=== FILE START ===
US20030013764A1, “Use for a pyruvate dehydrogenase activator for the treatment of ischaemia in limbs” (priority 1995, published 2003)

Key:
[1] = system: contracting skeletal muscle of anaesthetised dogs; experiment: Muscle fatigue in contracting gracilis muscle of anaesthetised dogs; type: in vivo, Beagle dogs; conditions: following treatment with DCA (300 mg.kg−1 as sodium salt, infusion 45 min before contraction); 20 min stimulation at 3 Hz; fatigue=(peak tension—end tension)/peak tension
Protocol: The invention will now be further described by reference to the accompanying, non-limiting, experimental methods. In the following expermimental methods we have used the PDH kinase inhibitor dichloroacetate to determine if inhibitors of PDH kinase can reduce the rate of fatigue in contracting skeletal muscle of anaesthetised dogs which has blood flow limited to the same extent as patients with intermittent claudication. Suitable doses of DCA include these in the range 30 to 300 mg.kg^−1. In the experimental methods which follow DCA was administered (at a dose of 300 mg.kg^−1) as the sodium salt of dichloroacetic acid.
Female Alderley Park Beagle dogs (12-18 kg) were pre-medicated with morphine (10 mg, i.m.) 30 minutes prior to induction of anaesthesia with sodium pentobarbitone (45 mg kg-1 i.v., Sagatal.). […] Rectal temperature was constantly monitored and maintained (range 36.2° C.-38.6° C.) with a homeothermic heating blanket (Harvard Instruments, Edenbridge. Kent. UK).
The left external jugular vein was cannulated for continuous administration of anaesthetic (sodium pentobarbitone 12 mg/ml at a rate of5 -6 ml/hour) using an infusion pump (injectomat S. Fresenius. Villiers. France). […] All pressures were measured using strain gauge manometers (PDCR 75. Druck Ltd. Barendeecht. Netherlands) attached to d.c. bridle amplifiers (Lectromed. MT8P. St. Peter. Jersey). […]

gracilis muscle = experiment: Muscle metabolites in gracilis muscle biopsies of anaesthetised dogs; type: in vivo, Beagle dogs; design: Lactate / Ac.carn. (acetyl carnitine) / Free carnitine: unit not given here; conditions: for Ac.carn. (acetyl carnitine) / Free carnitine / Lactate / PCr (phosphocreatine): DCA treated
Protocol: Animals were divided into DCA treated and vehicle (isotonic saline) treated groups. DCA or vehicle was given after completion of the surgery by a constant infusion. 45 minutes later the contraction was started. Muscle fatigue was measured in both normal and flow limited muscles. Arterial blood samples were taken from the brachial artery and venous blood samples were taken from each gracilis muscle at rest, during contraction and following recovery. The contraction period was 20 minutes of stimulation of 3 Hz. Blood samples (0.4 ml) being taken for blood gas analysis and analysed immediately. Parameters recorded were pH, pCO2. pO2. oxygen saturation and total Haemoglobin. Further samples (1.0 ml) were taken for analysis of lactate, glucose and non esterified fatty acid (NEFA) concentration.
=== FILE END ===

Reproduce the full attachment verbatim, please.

US20030013764A1, “Use for a pyruvate dehydrogenase activator for the treatment of ischaemia in limbs” (priority 1995, published 2003)

Key:
[1] = system: contracting skeletal muscle of anaesthetised dogs; experiment: Muscle fatigue in contracting gracilis muscle of anaesthetised dogs; type: in vivo, Beagle dogs; conditions: following treatment with DCA (300 mg.kg−1 as sodium salt, infusion 45 min before contraction); 20 min stimulation at 3 Hz; fatigue=(peak tension—end tension)/peak tension
Protocol: The invention will now be further described by reference to the accompanying, non-limiting, experimental methods. In the following expermimental methods we have used the PDH kinase inhibitor dichloroacetate to determine if inhibitors of PDH kinase can reduce the rate of fatigue in contracting skeletal muscle of anaesthetised dogs which has blood flow limited to the same extent as patients with intermittent claudication. Suitable doses of DCA include these in the range 30 to 300 mg.kg^−1. In the experimental methods which follow DCA was administered (at a dose of 300 mg.kg^−1) as the sodium salt of dichloroacetic acid.
Female Alderley Park Beagle dogs (12-18 kg) were pre-medicated with morphine (10 mg, i.m.) 30 minutes prior to induction of anaesthesia with sodium pentobarbitone (45 mg kg-1 i.v., Sagatal.). […] Rectal temperature was constantly monitored and maintained (range 36.2° C.-38.6° C.) with a homeothermic heating blanket (Harvard Instruments, Edenbridge. Kent. UK).
The left external jugular vein was cannulated for continuous administration of anaesthetic (sodium pentobarbitone 12 mg/ml at a rate of5 -6 ml/hour) using an infusion pump (injectomat S. Fresenius. Villiers. France). […] All pressures were measured using strain gauge manometers (PDCR 75. Druck Ltd. Barendeecht. Netherlands) attached to d.c. bridle amplifiers (Lectromed. MT8P. St. Peter. Jersey). […]

gracilis muscle = experiment: Muscle metabolites in gracilis muscle biopsies of anaesthetised dogs; type: in vivo, Beagle dogs; design: Lactate / Ac.carn. (acetyl carnitine) / Free carnitine: unit not given here; conditions: for Ac.carn. (acetyl carnitine) / Free carnitine / Lactate / PCr (phosphocreatine): DCA treated
Protocol: Animals were divided into DCA treated and vehicle (isotonic saline) treated groups. DCA or vehicle was given after completion of the surgery by a constant infusion. 45 minutes later the contraction was started. Muscle fatigue was measured in both normal and flow limited muscles. Arterial blood samples were taken from the brachial artery and venous blood samples were taken from each gracilis muscle at rest, during contraction and following recovery. The contraction period was 20 minutes of stimulation of 3 Hz. Blood samples (0.4 ml) being taken for blood gas analysis and analysed immediately. Parameters recorded were pH, pCO2. pO2. oxygen saturation and total Haemoglobin. Further samples (1.0 ml) were taken for analysis of lactate, glucose and non esterified fatty acid (NEFA) concentration.